STEEL WORKERS at Corus plants across Britain were waiting anxiously at the start of this week to find out if their jobs were for the chop. The Anglo-Dutch company Corus had told its workforce that up to 4,000 jobs would go as part of a 'restructuring package' to boost profits.
That is on top of over 10,000 jobs that have gone over the last two years. As they waited to find out their fate, steel workers were outraged to hear that Tony Peddar, Corus's failed chief executive, was getting a payoff of at least £550,000 as his reward for slashing thousands of jobs. This is nothing new.
When John Bryant and Fokko van Duyne were axed as co chief executives two years ago they were paid off with more than £2 million. Terry, a Port Talbot steel worker, told Socialist Worker, 'Peddar was the man who went round South Wales eyeing up the plants for closure last time. He laid the basis for the closure of Ebbw Vale and ending steel production at Llanwern. I'm glad he's gone, but I don't see why he should get 25 times a steel worker's redundancy money for his butchery. Now they're bringing back Sir Brian Moffatt to head the company. He was in charge when Corus was formed and it's been a disaster ever since.'
Some reports indicated that Corus might close one of its three major plants - Port Talbot, Scunthorpe or the Teesside plant at Redcar. Other commentators predicted that the firm might cut a swathe through the smaller plants. Whichever option they choose, it means steel workers taking the rap. In previous years Corus's forerunner British Steel made huge profits, money that was thrown at shareholders who collected nearly £700 million when Corus was formed in 1999.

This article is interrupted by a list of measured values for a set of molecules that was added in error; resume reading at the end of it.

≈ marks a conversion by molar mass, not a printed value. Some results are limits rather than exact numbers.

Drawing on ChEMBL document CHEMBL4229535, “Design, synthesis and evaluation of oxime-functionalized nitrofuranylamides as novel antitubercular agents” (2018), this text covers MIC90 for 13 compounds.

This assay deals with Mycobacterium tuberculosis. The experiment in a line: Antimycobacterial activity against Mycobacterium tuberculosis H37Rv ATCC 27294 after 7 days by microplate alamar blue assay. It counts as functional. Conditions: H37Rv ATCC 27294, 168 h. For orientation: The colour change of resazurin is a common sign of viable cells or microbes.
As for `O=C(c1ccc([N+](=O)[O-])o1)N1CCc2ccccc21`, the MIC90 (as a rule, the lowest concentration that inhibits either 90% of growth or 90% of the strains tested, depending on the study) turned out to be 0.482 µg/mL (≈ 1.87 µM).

Why should workers be put through the wringer now? Alan, a Teesside steel worker, told Socialist Worker, 'It's been excruciating waiting for the news. 'If my job goes then I know I'll never get another on the same money or anything like it round here. And I'm over 40 so maybe there will be nothing at all. We've worked our guts out for Corus. Whenever they have demanded a new productivity record we have met and surpassed what they demanded. Not that it has done us any good.'
The main steel trade union, the ISTC, has condemned Corus's plans and pledged that workers will 'not go quietly'. That has to be turned into action to rock Corus and increase the sense of political crisis that can force the government to intervene.